BOOK reviews on Questions on Doctrine continue to come to our desk. Aside from one or two prejudiced reviewers, all have been favorable, some outstandingly so. But it is especially gratifying when one comes from a recognized authority such as Dr. Frank S. Mead. He is an incisive and stimulating commentator on the contemporary church scene, and for years has served as consulting editor to a number of large religious publishing houses and institutions. A Methodist by church affiliation, he is the author of a number of books, the latest being Handbook of Denominations in the United States. He has also been editor of such journals as Christian Herald and The Homiletic Review. Few men in the United States exert a wider influence in the field of religious reading. His evaluation should therefore prove an encouragement and inspiration.
In his review in Religion in Life, winter quarter, 1958-1959, he says:
Aside from being something of a publishing miracle (720 pages for $1.50!) this is an elaborate work of doctrinal clarification, written by a group of Seventh-day Adventist writers, counselors and editors. Lacking the imprimatur of their General Conference, it is not "official," but an explanation and expansion of their Fundamental Beliefs (pp. 11-18). There is nothing new about it, nor was there intended to be; it may win no converts, but it should correct many an error and unenlightened criticism on the part of those who have never quite understood what it is all about. For these it was written.
These Adventists, we gather, have more in common with conservative Christianity than most conservative Christians seem willing to admit; many of their items of faith have close parallels in orthodox Protestantism. But they take "one of two or more alternate views" on "certain controverted doctrines" (on salvation, immortality, baptism, hell and punishment, etc.), while on others they are still peculiarly Seventh-day (on the heavenly sanctuary, the investigative judgment, the interpretation of Revelation, and the unique position and contribution of Ellen G. White). The attempt to explain Mrs. White (she was neither prophet nor prophetess but a "messenger" with the gift of the Spirit of prophecy) will leave some still in confusion if not in doubt; but on the whole the book is refreshing in its clarity and candor. They know Whom they have believed, and what, and why. They show a freedom of interpretation and expression which will surprise many beyond the pale, commanding respect if not agreement. It is one of the ablest and most comprehensive books available in the field of denominational doctrine and, thank heaven and the editors, it is actually readable. Even the layman can enjoy it!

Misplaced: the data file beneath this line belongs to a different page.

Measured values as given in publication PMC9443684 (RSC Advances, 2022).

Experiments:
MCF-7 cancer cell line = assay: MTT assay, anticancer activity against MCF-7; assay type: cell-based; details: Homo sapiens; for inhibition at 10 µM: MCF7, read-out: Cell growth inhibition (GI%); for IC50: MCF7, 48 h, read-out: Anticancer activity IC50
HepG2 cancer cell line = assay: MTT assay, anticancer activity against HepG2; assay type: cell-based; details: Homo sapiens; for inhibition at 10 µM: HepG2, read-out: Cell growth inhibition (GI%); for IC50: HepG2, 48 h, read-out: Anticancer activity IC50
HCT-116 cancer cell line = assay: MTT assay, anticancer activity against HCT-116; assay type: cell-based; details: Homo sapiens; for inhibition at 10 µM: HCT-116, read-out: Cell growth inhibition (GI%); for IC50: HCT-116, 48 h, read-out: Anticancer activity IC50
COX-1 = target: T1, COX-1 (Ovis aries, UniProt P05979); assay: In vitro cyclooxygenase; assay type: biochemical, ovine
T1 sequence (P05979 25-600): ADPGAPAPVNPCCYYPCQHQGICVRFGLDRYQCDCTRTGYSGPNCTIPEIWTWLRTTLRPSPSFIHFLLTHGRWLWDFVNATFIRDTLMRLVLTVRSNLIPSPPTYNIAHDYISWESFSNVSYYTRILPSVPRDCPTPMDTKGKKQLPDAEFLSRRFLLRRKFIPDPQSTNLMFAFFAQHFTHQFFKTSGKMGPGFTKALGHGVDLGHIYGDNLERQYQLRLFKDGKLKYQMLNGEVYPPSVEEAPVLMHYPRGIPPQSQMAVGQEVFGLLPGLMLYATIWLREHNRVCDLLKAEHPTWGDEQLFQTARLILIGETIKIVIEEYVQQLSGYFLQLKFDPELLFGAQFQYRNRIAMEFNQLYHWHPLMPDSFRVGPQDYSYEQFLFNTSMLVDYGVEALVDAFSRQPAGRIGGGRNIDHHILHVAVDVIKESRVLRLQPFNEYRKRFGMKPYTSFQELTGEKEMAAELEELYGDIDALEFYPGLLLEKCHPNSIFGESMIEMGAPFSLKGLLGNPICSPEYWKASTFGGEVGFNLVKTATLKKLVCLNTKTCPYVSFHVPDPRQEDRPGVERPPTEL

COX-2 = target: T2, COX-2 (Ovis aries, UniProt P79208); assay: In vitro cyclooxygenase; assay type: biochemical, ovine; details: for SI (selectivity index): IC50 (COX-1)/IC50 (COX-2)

While Doctor Mead has reservations regarding some areas of our theology, yet his frank statement that Adventists have "more in common with conservative Christianity" than many have hitherto believed is important. We are sure our readers will appreciate this forthright appraisal, and the reviewer's recognition that this book in no way compromises our faith.
R. A. A.